When In Manila, “Katsu” is becoming more popular than ever and there are more restaurants that have it on their menu. There’s a new-kid-on-the-KATSU-block here in the metro, Ginza Bairin! Located along Palm Drive of the New Glorietta, their offering of Katsu sets will surely give you a different experience!
Katsu, a popular Japanese dish, is a deep-fried breaded pork cutlets. Basically, it’s the Japanese version of our “porkchop” —without the bone and huge strip of fat and pork skin. Ginza Bairin, a family-ran business, is one of the go-to-restaurant when it comes to anything Katsu in Japan with their flagship store at Ginza, a posh district in Tokyo.
With Katsu houses sprouting like mushroom over the metro, you might ask what the edge of Ginza Bairin is. They’re proud to say that they pioneered the special Tonkatsu sauce which is formulated by no less than the founder of the business himself, Nobukatsu Shibuya – even the word Katsu is present in his name! Shibuya is a pharmacist by profession and he used a specific kind of plum forest, or Bairin, for the special sauce that is exclusively used in Ginza Bairin stores only.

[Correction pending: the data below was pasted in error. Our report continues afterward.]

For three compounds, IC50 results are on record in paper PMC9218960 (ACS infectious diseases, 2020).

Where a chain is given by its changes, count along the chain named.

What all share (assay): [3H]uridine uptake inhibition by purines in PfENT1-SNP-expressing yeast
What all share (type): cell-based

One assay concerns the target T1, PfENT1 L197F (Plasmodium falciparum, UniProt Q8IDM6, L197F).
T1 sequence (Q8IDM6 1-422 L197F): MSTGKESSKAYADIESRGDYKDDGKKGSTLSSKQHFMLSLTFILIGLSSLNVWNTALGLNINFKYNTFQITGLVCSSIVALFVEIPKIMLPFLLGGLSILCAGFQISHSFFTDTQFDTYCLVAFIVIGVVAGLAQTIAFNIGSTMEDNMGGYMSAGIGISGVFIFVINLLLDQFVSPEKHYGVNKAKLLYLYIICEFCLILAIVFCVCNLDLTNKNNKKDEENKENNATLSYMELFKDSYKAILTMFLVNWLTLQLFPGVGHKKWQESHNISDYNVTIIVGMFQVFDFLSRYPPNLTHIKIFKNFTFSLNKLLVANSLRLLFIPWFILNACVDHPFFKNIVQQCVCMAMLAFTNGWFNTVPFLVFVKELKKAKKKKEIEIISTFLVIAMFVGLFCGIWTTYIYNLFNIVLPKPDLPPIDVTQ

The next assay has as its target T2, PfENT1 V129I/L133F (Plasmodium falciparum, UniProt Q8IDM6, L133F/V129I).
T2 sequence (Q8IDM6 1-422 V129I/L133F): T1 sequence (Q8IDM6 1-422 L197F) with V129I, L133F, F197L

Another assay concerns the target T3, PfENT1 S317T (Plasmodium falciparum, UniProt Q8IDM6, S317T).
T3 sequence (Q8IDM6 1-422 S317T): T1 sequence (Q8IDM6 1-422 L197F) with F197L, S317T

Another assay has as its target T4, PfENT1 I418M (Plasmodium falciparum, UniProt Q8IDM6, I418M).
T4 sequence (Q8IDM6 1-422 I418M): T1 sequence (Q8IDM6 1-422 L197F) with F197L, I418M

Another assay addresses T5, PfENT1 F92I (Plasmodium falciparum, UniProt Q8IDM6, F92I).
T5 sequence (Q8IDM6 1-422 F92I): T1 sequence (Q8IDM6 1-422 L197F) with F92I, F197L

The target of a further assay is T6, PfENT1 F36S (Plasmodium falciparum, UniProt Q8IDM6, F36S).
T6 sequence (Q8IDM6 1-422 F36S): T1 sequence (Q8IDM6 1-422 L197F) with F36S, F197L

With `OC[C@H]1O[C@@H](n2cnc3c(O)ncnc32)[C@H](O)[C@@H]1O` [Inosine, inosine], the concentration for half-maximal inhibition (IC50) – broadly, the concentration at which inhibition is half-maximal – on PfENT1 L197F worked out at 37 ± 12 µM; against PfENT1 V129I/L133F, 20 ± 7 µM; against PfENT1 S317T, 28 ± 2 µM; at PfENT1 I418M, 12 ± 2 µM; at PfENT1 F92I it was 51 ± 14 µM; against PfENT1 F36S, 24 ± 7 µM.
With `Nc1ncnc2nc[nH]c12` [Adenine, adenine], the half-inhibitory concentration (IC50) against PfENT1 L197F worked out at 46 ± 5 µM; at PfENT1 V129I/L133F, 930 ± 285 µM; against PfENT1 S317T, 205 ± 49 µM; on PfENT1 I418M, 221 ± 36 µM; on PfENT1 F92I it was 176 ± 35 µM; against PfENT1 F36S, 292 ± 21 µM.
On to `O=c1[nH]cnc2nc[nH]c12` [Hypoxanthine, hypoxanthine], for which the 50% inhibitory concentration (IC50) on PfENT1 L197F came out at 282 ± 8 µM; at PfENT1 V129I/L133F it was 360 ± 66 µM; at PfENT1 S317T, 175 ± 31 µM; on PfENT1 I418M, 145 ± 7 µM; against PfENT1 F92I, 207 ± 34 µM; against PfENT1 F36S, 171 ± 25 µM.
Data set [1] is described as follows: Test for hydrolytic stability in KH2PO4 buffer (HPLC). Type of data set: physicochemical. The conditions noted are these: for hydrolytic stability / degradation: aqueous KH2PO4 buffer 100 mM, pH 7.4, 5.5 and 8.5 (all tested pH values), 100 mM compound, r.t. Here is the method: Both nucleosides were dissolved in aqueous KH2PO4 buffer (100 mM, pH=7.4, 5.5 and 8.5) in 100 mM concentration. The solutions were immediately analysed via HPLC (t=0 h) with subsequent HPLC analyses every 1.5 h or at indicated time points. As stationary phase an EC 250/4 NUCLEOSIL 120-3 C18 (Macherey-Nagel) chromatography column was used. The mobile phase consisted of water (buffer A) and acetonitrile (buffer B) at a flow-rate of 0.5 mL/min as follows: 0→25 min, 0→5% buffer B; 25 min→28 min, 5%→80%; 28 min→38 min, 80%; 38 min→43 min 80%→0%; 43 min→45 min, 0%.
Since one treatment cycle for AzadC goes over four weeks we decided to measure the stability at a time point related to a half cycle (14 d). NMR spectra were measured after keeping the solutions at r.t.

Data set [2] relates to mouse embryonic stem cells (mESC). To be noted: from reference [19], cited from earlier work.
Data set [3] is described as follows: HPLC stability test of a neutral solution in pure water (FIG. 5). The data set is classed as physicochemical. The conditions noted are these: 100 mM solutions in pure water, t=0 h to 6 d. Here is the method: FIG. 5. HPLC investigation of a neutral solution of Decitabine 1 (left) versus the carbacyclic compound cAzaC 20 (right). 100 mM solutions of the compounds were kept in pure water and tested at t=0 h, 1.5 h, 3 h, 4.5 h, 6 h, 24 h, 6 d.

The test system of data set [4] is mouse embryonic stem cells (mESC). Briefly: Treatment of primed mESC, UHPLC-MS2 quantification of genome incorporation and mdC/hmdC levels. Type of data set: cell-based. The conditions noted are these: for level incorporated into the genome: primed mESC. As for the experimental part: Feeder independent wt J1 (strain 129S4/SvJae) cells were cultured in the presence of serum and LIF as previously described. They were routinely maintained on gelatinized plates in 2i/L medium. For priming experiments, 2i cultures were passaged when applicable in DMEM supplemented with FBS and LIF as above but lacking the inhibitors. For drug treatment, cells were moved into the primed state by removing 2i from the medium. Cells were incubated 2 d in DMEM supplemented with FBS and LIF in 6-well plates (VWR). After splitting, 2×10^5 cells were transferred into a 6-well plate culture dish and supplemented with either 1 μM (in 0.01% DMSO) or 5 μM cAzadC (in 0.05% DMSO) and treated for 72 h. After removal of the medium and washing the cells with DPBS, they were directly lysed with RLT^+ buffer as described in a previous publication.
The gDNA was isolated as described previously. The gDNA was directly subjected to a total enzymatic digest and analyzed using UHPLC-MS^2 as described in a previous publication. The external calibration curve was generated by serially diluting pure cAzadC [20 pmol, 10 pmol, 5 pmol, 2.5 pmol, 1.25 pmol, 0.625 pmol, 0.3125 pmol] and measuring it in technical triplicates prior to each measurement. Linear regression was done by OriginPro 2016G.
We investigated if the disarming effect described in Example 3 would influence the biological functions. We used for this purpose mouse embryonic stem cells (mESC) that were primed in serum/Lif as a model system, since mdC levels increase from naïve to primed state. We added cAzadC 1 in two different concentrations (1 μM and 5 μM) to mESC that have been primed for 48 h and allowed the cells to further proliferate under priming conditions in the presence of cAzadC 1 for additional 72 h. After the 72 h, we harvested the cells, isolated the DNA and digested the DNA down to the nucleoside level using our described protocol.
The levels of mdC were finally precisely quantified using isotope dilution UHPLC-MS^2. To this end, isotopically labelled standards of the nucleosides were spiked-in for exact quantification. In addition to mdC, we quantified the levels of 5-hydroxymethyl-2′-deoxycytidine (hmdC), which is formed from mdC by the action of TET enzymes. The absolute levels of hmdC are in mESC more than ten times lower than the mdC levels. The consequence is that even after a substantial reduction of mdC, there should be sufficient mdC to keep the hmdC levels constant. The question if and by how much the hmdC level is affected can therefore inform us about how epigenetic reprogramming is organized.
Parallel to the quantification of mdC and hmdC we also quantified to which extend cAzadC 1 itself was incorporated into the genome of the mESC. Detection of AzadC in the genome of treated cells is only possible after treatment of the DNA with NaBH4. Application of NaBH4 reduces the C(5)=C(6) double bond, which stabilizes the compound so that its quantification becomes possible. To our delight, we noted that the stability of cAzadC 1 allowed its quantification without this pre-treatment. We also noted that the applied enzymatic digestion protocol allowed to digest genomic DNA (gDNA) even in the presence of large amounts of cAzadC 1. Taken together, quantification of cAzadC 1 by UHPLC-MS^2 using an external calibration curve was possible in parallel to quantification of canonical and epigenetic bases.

I don’t want to keep you waiting with the food photos, so I’ll start sharing what they served on our table that day. A food trip to a Japanese resto wouldn’t be complete without the Edamame.
I must admit that before, I thought Edamame is the Japanese kind of string beans, apparently it’s not. It’s an immature soybeans in a pod, boiled and served with salt. Also, you don’t eat it as a whole, you just eat the beans inside. It’s also often present in Chinese and Hawaiian cuisines.
Now let’s start with my favorite, Special Katsudon.
Ginza Bairin’s Special Katsudon has two eggs in it. An egg was used for the batter of the pork cutlet and another one was placed on top of it before serving. But, don’t worry because the Katsu was deep-fried using an oil which is significantly healthy. It’s the perfect indulgence after a hard day at work!